Wednesday, August 21, 2013

Prince George's County Police Ride Along

Mia, Tony and Sam had the opportunity to go on a ride along with the Prince George’s County Police DUI Team that they have been doing analysis for during the summer. 

The streets of Prince George's County are not known for being the safest place.  Throughout the night they made several stops ranging from tail lights being out to driving under the influence.  One of the DUI’s involved a drunk man pulled over to the side of the road because his car was out of gas.  Next to him was his sober significant other and an 8 month old child.  Another interesting sight was an individual stopped at a green light due to being high on PCP.  The officers later said that this was just a very “mild” Thursday night.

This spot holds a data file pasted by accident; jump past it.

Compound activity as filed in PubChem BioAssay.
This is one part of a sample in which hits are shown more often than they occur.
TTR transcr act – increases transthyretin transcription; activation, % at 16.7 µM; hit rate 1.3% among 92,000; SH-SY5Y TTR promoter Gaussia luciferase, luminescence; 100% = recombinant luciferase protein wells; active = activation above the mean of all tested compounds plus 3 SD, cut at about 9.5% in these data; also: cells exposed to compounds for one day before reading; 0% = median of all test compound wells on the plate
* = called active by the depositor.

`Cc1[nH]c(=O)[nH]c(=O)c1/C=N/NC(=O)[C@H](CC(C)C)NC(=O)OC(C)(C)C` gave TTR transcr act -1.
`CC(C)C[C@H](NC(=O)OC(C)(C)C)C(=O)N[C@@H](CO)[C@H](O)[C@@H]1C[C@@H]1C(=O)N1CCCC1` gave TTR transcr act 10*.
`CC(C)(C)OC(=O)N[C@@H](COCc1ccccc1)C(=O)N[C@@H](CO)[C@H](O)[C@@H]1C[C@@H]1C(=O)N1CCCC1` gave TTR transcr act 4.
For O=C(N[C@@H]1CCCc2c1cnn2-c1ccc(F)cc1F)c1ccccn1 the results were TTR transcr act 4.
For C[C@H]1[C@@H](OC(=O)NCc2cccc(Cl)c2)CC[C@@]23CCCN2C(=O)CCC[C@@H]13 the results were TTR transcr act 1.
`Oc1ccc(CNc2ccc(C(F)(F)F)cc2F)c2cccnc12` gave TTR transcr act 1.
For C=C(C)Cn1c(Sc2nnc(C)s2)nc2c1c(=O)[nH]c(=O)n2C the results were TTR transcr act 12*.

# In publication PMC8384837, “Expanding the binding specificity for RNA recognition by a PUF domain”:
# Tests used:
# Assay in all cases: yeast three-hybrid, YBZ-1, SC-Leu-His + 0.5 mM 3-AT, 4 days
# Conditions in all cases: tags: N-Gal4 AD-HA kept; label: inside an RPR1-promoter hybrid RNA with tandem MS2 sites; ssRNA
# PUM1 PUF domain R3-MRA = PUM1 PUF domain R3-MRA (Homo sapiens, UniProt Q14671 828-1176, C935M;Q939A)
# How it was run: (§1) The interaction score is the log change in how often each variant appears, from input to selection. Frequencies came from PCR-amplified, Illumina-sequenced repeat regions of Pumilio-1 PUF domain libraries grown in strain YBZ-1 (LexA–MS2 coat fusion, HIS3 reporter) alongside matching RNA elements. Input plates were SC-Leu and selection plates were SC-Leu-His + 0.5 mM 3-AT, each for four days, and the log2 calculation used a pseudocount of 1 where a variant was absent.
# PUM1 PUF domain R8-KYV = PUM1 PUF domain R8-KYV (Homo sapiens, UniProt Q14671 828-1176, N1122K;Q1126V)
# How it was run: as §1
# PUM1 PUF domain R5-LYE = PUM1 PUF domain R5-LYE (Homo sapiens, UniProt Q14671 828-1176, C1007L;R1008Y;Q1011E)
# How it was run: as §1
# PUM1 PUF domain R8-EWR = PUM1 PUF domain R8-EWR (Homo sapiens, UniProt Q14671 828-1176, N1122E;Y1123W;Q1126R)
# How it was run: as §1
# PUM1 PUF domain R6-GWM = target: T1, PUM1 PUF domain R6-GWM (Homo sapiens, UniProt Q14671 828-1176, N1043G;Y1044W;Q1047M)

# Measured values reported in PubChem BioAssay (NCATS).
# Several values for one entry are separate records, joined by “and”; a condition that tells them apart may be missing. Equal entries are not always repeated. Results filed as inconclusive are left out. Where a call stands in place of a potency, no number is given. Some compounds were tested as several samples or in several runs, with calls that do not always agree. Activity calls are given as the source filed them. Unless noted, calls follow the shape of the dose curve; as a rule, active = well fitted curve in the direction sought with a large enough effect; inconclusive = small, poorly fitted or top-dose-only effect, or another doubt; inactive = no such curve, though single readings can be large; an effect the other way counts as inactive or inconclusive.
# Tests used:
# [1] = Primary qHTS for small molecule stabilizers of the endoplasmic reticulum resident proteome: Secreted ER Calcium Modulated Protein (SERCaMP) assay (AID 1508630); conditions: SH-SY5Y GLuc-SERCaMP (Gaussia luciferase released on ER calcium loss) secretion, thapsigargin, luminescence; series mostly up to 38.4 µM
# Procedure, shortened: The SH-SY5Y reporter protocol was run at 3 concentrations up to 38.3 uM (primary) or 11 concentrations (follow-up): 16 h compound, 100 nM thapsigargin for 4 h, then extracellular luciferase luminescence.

The most exciting moment of the night for Sam was probably the several minute long (speed limit abiding) car chase with Officer Jesus Yambot, which ended with the culprit being tackled and slammed onto the hood of the police car while he sat in the passenger seat.

For them, it was nice to finally be able to grasp how the ETIX process works.  ETIX are basically electronic tickets instead of paper tickets.  It was interesting to see how they are able to scan a person’s drivers license (providing the barcode on the back is not mutilated which they saw on the ride along) and instantly bring up all their personal information rather than having to physically write it down which can take a long time.